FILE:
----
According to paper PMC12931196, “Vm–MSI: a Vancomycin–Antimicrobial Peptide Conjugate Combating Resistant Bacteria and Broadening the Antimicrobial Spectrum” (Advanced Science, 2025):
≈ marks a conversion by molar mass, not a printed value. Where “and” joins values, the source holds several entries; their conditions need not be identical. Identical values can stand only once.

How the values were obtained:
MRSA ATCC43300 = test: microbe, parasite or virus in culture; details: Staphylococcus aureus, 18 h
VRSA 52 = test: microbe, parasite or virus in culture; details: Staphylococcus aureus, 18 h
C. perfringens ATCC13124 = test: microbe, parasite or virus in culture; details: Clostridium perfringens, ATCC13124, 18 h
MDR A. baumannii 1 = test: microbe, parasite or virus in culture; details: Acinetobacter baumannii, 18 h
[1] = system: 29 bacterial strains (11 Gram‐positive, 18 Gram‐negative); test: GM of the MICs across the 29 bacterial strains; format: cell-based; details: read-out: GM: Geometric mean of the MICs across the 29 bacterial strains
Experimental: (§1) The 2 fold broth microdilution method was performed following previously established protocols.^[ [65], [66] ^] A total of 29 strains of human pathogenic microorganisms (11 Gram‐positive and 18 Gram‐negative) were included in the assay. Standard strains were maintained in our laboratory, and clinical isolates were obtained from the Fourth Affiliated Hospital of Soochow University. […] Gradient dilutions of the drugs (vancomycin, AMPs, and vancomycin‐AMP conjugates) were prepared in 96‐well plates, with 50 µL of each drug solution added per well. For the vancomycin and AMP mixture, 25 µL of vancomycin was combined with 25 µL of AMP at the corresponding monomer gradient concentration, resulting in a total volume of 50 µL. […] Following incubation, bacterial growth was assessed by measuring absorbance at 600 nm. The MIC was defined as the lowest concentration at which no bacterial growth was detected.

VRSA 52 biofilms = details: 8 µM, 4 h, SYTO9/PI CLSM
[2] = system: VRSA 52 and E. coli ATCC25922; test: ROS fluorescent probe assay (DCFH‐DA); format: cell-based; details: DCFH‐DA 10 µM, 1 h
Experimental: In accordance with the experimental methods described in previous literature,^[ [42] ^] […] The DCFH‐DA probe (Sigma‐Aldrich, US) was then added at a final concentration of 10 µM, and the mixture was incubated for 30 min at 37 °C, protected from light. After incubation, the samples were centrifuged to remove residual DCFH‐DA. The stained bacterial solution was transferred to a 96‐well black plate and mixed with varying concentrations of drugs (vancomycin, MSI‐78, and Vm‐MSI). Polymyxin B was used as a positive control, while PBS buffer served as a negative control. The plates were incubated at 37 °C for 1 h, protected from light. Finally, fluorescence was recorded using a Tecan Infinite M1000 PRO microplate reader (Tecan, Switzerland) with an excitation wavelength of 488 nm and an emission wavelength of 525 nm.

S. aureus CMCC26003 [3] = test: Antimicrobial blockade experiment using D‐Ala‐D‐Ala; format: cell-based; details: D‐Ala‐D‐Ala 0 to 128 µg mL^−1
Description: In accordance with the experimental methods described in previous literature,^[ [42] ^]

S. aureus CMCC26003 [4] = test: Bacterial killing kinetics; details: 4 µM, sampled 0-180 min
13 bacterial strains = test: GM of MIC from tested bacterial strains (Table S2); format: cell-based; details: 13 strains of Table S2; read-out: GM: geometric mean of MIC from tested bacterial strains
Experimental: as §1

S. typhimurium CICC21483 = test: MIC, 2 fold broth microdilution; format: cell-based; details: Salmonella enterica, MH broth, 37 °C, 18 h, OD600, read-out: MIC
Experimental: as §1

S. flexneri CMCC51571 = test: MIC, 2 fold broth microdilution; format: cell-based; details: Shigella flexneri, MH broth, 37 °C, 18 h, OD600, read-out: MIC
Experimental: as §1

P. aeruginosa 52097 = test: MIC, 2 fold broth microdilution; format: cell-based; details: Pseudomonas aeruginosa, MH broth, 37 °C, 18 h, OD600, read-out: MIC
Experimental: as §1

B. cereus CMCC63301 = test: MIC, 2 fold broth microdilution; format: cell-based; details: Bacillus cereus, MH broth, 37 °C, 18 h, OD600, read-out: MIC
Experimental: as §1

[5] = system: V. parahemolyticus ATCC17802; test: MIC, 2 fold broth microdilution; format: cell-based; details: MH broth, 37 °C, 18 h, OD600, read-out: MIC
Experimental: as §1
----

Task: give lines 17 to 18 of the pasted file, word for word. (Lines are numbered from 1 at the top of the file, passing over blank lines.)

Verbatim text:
Experimental: as §1

S. typhimurium CICC21483 = test: MIC, 2 fold broth microdilution; format: cell-based; details: Salmonella enterica, MH broth, 37 °C, 18 h, OD600, read-out: MIC